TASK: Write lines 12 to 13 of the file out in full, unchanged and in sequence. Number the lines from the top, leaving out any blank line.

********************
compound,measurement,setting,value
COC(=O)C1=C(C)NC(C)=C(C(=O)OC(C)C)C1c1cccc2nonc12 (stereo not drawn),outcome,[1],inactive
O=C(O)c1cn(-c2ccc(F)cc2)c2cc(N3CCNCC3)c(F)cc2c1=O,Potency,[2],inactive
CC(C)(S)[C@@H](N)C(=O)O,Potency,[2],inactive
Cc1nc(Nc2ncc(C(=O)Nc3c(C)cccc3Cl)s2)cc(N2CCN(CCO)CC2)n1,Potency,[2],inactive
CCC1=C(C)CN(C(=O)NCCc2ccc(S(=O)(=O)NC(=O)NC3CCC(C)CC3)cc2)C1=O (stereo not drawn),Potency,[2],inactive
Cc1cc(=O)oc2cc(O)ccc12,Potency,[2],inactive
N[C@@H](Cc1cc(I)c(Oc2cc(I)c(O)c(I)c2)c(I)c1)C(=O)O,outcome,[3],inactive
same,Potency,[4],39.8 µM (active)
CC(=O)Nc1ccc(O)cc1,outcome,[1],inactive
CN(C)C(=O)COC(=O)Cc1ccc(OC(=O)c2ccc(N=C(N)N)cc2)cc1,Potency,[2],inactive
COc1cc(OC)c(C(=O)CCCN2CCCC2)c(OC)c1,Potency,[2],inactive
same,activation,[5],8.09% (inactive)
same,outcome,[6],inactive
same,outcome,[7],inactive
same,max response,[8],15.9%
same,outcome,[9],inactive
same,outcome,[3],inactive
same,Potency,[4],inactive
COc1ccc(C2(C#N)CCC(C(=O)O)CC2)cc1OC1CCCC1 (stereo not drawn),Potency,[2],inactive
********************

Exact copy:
COc1cc(OC)c(C(=O)CCCN2CCCC2)c(OC)c1,Potency,[2],inactive
same,activation,[5],8.09% (inactive)